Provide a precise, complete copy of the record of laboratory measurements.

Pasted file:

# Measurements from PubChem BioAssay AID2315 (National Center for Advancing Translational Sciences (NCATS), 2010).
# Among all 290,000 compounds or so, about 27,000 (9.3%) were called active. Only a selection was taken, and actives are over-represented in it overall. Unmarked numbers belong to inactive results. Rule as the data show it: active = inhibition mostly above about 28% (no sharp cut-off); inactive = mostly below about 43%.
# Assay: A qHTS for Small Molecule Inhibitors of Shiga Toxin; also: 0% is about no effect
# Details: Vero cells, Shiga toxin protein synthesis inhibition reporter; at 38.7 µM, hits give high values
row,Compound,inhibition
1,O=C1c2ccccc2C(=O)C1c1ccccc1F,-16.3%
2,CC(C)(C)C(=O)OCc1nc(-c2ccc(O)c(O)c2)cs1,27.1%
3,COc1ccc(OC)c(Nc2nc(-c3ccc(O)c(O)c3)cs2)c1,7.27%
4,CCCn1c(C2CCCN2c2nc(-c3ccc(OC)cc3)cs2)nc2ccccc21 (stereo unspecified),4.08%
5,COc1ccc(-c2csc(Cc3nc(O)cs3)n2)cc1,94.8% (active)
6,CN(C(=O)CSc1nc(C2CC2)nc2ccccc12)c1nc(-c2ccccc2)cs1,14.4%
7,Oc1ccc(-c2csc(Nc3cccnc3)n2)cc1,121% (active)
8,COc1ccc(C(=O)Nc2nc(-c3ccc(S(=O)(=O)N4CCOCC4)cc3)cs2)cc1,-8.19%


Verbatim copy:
# Measurements from PubChem BioAssay AID2315 (National Center for Advancing Translational Sciences (NCATS), 2010).
# Among all 290,000 compounds or so, about 27,000 (9.3%) were called active. Only a selection was taken, and actives are over-represented in it overall. Unmarked numbers belong to inactive results. Rule as the data show it: active = inhibition mostly above about 28% (no sharp cut-off); inactive = mostly below about 43%.
# Assay: A qHTS for Small Molecule Inhibitors of Shiga Toxin; also: 0% is about no effect
# Details: Vero cells, Shiga toxin protein synthesis inhibition reporter; at 38.7 µM, hits give high values
row,Compound,inhibition
1,O=C1c2ccccc2C(=O)C1c1ccccc1F,-16.3%
2,CC(C)(C)C(=O)OCc1nc(-c2ccc(O)c(O)c2)cs1,27.1%
3,COc1ccc(OC)c(Nc2nc(-c3ccc(O)c(O)c3)cs2)c1,7.27%
4,CCCn1c(C2CCCN2c2nc(-c3ccc(OC)cc3)cs2)nc2ccccc21 (stereo unspecified),4.08%
5,COc1ccc(-c2csc(Cc3nc(O)cs3)n2)cc1,94.8% (active)
6,CN(C(=O)CSc1nc(C2CC2)nc2ccccc12)c1nc(-c2ccccc2)cs1,14.4%
7,Oc1ccc(-c2csc(Nc3cccnc3)n2)cc1,121% (active)
8,COc1ccc(C(=O)Nc2nc(-c3ccc(S(=O)(=O)N4CCOCC4)cc3)cs2)cc1,-8.19%